Join in with children’s play, take cues from the children to understand the nature and purposes of the play and offer an opportunity to extend children’s learning. Children learn from others in play – often they learn from their peers, and they also learn from a knowledgeable, skilled and sensitive adult who plays with them. Chatting, playing and reading with children every day helps them learn lots of new words.
Collaborate on a task, where the adult’s strategies are highly tuned into the child’s existing skills and motivations. The adult uses a range of strategies that are responsive to the child’s intentions, focused on the spontaneous learning, and provide opportunities for the child’s feedback. Talking together is a primary tool, using open questions and exploring what the child is thinking about to help the child to go beyond what they understood before.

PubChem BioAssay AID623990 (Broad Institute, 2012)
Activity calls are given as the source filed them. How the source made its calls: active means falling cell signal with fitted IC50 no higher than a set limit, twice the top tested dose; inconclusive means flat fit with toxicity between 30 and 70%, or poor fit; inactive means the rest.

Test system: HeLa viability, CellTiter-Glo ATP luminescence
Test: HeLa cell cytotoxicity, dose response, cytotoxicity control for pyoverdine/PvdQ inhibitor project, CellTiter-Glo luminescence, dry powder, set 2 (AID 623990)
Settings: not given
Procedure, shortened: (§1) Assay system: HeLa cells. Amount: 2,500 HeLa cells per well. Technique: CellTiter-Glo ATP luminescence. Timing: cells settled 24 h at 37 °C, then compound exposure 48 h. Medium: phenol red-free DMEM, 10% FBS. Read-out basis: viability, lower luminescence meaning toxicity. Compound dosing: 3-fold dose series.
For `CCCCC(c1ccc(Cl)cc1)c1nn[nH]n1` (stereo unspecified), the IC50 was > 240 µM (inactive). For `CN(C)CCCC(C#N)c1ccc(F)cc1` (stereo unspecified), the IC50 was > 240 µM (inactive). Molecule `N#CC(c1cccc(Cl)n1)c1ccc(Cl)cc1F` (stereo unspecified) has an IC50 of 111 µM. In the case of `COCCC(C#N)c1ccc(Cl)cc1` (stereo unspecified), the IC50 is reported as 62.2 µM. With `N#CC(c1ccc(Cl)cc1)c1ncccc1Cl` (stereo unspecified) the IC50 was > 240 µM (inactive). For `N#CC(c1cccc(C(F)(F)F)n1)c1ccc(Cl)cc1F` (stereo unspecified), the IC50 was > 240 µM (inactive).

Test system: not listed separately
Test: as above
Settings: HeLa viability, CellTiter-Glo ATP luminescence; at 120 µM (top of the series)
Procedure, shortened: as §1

Provide assistance: Children learn to choose and direct their own activities, but many will need assistance to develop their skills and confidence to express their own ideas, and share these with their peers.
Directly teach: Sometimes it is not appropriate to allow children to explore and discover when an adult can see that direct teaching is the most appropriate strategy. This can include teaching a skill or giving facts/information – or possibly correcting a child’s misconception, although often encouraging children to think through and explore their misconceptions can provide rich opportunities for learning.
Adults are most effective when a mix of these different approaches is used. Adults often combine play and guidance. When supporting young children, we draw on the “motivation and creativity that children bring to their free play with a Vygotskian recognition that children’s learning can be expanded when sensitively supported by an adult.” Williams (2022)